Some think that, when all is in its proper order, even the laws of physics (and therefore gravity) will be subject to you-- which means that you could fly. And another philosopher (Peter Kreeft) has suggested that your good creations here on earth-- like JRR Tolkien's hobbits and elves and Middle Earth-- will no longer be merely fantasy, but will be really real: yes, there may actually be a Frodo, a Sam, a Gimli, and a Gandalf awaiting us in heaven.
Isn't that wonderful?
Friends, heaven will be wilder and more beautiful than our wildest and most beautiful dreams. It will be more than enough to last us eternity.
Atheists, for their part, believe this is all too fantastical to be true. But, here's the thing: I dare say that such atheists are closer to believing than are The Bored.
When I hear an atheist saying that this is too fantastical to be true-- you see, he has actually grasped the depth of heaven. (This is one of the things that imagination does, remember? It helps us to grasp deep meanings). The Bored, for their part, haven't grasped the meaning of heaven. They are farther from it than that atheist.
The same can be said about Holy Mass. The Bored haven't grasped the depth of what goes on here, partly because what goes on here requires the engagement of one's imagination: to think that we are actually at the Last Supper, that we are standing at the Cross on that first Good Friday, that Jesus Himself is actually present in the little host....
But there are other reasons for this than simply non-engagement. We could talk about music and preaching and the loss of sacred art and so on. But I want to present to you another major reason, one that isn't based in religion at all.
Over the past couple of years, there have been multiple scientific studies that are showing that our imagination is being destroyed-- particularly in the young. Again, this is not a religious claim-- I am simply relaying what many mainstream scientific schools and journals are pointing out.
They are pointing out that we possess in us an active and a passive imagination. The passive imagination receives images; the active imagination produces images.
Children typically have a strong active imagination: they gather around trees and build hospitals for insects. That's the active imagination.
But scientists have noted that the more a child uses iPads, computers, TVs, and iPhones, the more the child loses that ability to actively imagine and, subsequently, to be creative.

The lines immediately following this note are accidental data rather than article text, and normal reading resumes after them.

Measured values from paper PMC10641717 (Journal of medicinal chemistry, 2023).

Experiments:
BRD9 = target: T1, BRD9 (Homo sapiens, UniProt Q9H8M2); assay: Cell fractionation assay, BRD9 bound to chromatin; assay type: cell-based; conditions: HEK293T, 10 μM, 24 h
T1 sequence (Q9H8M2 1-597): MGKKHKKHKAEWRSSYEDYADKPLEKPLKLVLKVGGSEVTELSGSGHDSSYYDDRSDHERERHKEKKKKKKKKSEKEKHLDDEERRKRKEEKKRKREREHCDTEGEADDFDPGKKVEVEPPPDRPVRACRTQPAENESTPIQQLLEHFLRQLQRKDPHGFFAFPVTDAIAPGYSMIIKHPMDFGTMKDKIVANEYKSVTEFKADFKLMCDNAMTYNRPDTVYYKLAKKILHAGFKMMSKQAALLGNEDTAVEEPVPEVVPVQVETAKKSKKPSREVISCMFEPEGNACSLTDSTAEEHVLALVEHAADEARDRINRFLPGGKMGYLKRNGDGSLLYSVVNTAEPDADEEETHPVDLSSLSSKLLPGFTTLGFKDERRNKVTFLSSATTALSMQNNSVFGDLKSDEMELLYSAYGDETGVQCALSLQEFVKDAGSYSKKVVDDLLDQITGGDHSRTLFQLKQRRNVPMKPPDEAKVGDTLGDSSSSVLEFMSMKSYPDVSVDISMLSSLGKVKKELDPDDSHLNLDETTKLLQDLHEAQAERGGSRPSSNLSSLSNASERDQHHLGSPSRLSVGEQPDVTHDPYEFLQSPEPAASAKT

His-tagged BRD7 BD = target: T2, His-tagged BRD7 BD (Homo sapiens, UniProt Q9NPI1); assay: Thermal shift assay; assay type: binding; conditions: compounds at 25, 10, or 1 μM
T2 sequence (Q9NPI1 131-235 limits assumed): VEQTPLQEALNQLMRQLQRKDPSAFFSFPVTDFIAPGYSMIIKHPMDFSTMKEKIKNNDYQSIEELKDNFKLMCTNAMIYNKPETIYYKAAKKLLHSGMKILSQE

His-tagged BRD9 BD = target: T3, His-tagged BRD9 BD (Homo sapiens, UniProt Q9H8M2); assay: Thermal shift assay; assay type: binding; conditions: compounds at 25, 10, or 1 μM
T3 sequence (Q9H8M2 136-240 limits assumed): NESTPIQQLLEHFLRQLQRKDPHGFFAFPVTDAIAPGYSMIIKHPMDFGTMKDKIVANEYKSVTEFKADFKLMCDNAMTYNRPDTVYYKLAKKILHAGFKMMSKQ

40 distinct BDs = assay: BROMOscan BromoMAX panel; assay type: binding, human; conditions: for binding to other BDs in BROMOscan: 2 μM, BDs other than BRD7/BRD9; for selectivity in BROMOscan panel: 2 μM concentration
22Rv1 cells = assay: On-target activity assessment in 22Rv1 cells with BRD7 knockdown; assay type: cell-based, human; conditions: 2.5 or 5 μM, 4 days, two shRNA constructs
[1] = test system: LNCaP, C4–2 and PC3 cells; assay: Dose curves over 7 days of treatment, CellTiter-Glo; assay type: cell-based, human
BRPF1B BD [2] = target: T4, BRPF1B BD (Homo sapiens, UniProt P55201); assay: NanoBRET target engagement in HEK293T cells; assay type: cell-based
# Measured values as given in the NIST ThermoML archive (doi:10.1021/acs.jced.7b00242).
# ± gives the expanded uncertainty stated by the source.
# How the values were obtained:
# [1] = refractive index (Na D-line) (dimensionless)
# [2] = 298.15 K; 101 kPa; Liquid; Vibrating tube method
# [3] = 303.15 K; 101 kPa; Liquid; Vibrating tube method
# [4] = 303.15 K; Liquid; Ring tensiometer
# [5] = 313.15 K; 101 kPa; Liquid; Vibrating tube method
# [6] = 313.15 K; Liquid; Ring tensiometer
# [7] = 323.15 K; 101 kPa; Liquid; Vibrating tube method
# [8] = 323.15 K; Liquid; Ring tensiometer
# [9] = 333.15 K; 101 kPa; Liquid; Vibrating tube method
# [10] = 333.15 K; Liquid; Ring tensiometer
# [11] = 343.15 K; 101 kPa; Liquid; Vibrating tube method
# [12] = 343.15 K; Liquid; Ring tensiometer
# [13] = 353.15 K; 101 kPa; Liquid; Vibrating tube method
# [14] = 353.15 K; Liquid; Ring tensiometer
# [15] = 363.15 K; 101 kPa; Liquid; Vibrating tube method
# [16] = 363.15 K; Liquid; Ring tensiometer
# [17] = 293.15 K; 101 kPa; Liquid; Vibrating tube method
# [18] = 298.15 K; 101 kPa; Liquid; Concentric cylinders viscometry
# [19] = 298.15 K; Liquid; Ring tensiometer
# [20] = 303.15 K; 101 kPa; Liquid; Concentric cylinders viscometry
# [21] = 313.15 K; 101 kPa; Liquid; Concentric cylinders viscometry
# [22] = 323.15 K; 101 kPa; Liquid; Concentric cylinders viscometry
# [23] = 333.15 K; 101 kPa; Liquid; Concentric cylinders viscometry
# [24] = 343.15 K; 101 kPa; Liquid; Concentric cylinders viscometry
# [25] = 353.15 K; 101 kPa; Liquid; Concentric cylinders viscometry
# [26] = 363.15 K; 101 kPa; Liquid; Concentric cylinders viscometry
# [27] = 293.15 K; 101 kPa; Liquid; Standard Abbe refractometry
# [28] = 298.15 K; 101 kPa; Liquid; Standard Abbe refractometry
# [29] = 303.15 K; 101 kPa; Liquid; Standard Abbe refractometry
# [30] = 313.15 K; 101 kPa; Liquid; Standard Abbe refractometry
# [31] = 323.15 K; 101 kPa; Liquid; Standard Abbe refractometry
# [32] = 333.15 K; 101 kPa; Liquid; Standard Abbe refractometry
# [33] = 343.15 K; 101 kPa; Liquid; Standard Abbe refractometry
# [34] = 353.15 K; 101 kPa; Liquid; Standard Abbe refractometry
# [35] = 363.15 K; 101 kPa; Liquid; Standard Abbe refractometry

The reason for this is that all of those iPads, computers, and so on-- those things are the ones that produce the images for the child. The images are given; the child does not have to do the "work" to create them. As a result, the child's passive imagination grows strong (that is, it's dependence on receiving images), but it's active imagination becomes disabled.
We are seeing this play out in they way our youth converse. (And what I am about to say has been confirmed to me by a speech pathologist and special ed teachers that I have presented this to in another class).
So, for example, in the teenage years, it used to be simple awkwardness, lack of experience, or plain ol' shyness that made conversation difficult. Today, however, the task is doubly difficult because they have gone years where they have never exercised their active imagination. I say it is "doubly difficult" because one of the key components to having a good conversation is creativity: that is, we have to imagine what that other person does, what goes on at their work, and so on-- only then can we come up with questions that will carry the conversation further.
Without an active imagination, questions are not asked and conversations fail. This is one of the reasons why teens are constantly on their phones-- even in social situations. When you see them at a table with their phone, not talking, don't simply shake your head. See that intellectually they are on crutches.
This provides us insight into why secularism is so rampant and why they are so bored at Mass.
This makes sense: if a person lacks the active imagination to understand the depth of life's meaning, how heaven and hell depend on it-- and, more, if they can't imagine heaven as we have or hell and its eternity-- they, yeah, it's easy to see how it's just another step to dismiss the importance of God. That's secularism in a nutshell.
Likewise, when a person has only received years of training in the passive imagination, they will expect that Mass is a place only to receive, to consume, and to be entertained. And when it doesn't, they are bored. To challenge them to actively participate by doing the "work" of reflection and prayer and imagining is very, very difficult for them. As a result, they literally do not know what to do at Mass.